Legal Ethics

Quandaries and Quagmires: New ABA Op. 479: Using former clients’ information

By William Wernz posted 02-20-2018 10:10

  

When may a lawyer use information from a prior representation against the former client? Rule 1.9(c)(1), R. Prof. Conduct, provides that a lawyer may not, “use information relating to the representation to the disadvantage of the former client except as these rules would permit or require with respect to a client, or when the information has become generally known.”

New ABA Formal Opinion 479 addresses the “generally known” exception. Op. 479 is of limited use because it does not address three important topics: (1) the “stock-in-trade” exception; (2) the Restatement permission for readily available public records; and (3) the “except as these rules permit” provision of Rule 1.9(c). This article discusses these subjects.

Rule 1.9 generally deals with former client conflicts and confidentiality duties. Subject to some exceptions, Rule 1.9 finds a conflict of interest when a lawyer who formerly represented client A now represents client B in a matter where there “is a substantial risk that confidential factual information as would normally have been obtained in the prior representation would materially advance” B’s position. Rule 1.9 cmt. 3. Rule 1.9(c) addresses when a lawyer may use a former client’s information against the former client and when a lawyer may disclose such information. Op. 479 addresses disclosure only in passing.1

Information that becomes a lawyer’s stock-in-trade: Is all “information relating to the representation” confidential? Rules 1.6 and 1.9 start with this broad definition, but the rules themselves provide many specific exceptions. Rule 1.6(b)(1) - (11) list such exceptions. In addition, there is a generally recognized exception for information that is often called a lawyer’s “stock-in-trade.”

OLPR recognizes the Restatement of the Law Governing Lawyers as “authoritative.”2 The Restatement states, “Confidential client information does not include what a lawyer learns about the law, legal institutions such as courts and administrative agencies, and similar public matters in the course of representing clients. Such information is part of the general fund of information available to the lawyer. *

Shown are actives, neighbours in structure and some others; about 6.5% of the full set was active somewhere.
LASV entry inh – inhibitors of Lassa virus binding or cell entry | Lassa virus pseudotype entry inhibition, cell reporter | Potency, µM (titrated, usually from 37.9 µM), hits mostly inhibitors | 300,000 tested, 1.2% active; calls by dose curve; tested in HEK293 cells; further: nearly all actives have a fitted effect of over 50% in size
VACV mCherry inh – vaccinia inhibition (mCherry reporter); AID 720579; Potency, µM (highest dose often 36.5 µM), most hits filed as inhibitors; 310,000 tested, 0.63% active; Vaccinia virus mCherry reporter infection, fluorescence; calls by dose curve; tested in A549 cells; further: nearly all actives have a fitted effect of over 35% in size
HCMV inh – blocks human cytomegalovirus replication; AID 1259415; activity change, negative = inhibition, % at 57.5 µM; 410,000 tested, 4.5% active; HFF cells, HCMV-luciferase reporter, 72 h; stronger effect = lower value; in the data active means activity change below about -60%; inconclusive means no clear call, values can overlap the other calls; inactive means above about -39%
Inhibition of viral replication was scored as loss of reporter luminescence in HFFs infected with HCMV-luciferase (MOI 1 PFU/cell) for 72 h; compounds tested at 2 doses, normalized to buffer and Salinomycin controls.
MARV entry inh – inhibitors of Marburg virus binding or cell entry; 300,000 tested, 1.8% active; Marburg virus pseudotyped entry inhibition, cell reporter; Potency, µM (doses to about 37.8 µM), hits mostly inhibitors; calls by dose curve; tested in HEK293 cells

*A lawyer may use such information — about the state of the law, the best way to approach an administrative agency, the preferable way to frame an argument before a particular judge — in a future, otherwise unrelated representation that is adverse to the former client.” § 59 cmt. e.

The stock-in-trade exception is recognized to some degree in the “general knowledge” provision of Rule 1.9, comment 3, discussed below. The stock-in-trade exception is widely recognized among good lawyers, the Rules are “rules of reason,” and “reasonable” is defined as what good lawyers do.3 Op. 479 does not address the stock-in-trade exception.

The “generally known” exception: Are courthouse records “generally known?” For example, may a lawyer use or disclose knowledge of a client’s criminal past, gained in a representation, in a later controversy with the client? Op. 479 says “no.” Op. 479 explains, “Information is not ‘generally known’ simply because it has been discussed in open court, or is available in court records, in libraries, or in other public repositories of information.”

What about public records information that is readily obtainable? In the internet age, the amount of readily available information is increasing by large exponents. Op. 479 does not differentiate readily available public records from hard-to-find records. Two authorities take approaches different from that of Op. 479.

The first authority is a Minnesota Supreme Court referee’s determination. The Office of Lawyers Professional Responsibility (OLPR) charged attorney Fuller with confidentiality violations because he disclosed the criminal records of his former client, Hanson. After a discipline trial, the referee rejected the charge, reasoning that, “A similar check by any member of the public would show that Hanson had been convicted of the bad check charge.”4 OLPR did not appeal. After this case, OLPR has not taken a position on whether a future, similar disclosure or use would violate the confidentiality rule. Because OLPR often follows ABA opinions, OLPR may well rely on Op. 479 to resume taking the position rejected by the referee in In re Fuller.

The second authority in part agrees with Op. 479, but in important part disagrees. The Restatement of the Law Governing Lawyers takes the position that public records information is “generally known” if the “information is obtainable through publicly available indexes and similar methods of access.” § 59 cmt. d. The term “readily available” might be the tagline for the Restatement position. This exception has been expanding in its applications, as more public records become readily available through online court filings and various types of remote access.

In contrast, Op. 479 opines that to be “generally known,” information must actually be “widely recognized,” either in the relevant locale or in the relevant occupation. Oddly, Op. 479 does not even acknowledge, let alone explain, its disagreement with the Restatement. Op. 479 cites the Restatement as if there were full agreement.